We rented a couple of basket bicycles to explore some of the more far-flung pagodas and royal tombs and the first stop was Thiên Mụ Pagoda- the temple complex stretches north from the river banks in seven successive tiers, each of which is dedicated to a human form taken by the Buddha or a step to enlightenment (depending on whom you ask). The octagonal Phuoc Dien Tower sits in the front of the complex. Perhaps one of the most interesting artifact on the site was the car in which the monk Thich Quang Duc rode from his temple to Saigon in 1963. He stepped out of the car in an intersection, sat down in the lotus position, and burned himself to death in protest against the regime's violations of religious freedom. This act,captured in memorable photos, had a significant influence on public opinion particularly in the U.S. After hitching a ride on a boat to cross the river, we stopped off to see an arena that was used to host tiger vs. elephant fights (since elephants were linked to Vietnamese royalty the fights were rigged- the tigers were drugged, had their claws and fangs removed, and if that wasn't enough, a second elephant would be sent in), before tracking down the tomb of Tu Duc, the ‘poet Emperor'. The centrepiece of the tomb is simplicity itself despite the lavish opulence of his reign (it's really just a monument – he was buried
elsewhere to thwart grave robbers).

After stumbling around the tomb complex for an hour or so we hopped on our bikes and set off for the next royal tomb... only to find out that DH had a completely flat tire. We asked for some help at a nearby house only to see a lady racing down the street with a bicycle pump in hand- the same lady who had a food stall directly across the road from where we had locked up our bikes. Coincidence and ESP?? After pumping up the tire, our 'good Samaritan' charged us for the use of her pump- this scam caused only 50 cents worth of financial damage but it really bothered me from two perspectives. For this woman to have flattened our tire, she would have had to do it with an extensive audience of locals including the ticket sellers, and secondly, just in case the tire was indeed defective, we had to cut our tour short and head back (of course the tire remained remarkably full for the duration of our trip)- we missed out on some of the sights we had really wanted to see. It's a bit tiring to have your Vietnamese scam deflectors on all of the time and the 50 cents has a disproportionate influence on your view of a place like Hue.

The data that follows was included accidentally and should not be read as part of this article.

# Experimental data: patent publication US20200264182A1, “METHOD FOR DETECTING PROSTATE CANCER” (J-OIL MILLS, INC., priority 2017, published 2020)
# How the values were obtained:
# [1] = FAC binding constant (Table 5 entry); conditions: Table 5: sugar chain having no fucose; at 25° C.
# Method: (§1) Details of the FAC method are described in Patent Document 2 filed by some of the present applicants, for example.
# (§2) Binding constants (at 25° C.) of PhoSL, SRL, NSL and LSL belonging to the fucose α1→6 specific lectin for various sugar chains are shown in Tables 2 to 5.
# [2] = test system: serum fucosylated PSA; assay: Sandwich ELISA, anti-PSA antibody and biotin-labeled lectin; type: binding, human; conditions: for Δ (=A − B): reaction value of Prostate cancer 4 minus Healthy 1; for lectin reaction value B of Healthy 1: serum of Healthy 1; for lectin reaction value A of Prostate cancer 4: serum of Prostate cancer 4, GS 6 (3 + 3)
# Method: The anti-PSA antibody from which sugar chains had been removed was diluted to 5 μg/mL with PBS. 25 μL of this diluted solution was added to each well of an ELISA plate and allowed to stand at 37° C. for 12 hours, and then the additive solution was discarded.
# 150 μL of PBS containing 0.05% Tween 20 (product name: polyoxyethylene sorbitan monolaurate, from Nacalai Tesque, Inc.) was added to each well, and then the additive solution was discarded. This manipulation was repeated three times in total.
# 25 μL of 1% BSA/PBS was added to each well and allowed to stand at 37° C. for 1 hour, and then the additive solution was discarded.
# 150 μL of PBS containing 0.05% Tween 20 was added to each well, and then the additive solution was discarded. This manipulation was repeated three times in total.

Additional photos below
Photos: 11, Displayed: 11


9th January 2012

Interesting commentary. Thanks for providing some insight into the different shades of Hue (bad pun I know). Are Pagoda's considered Holy Sites? Keep the blogs coming, always a treat! Travel safe.
9th January 2012

LOLOkay this one takes the cake. What's the saying......"People in glass houses shouldn't throw stones", but what about if you're riding a bike?
9th January 2012

Heavenly Lady Pagoda
9th January 2012

The fearsome temple guardians have real facial hair. Now, how is it that a temple guardian built sometime around 1864 can hold onto his hair but my poor husband born in 1960 can't?
9th January 2012

It's a nice picture of a car but ask DH what happened to me when I took a picture of a car in one of the world's most famous museums. Ah the memories and the laughs .... ;-)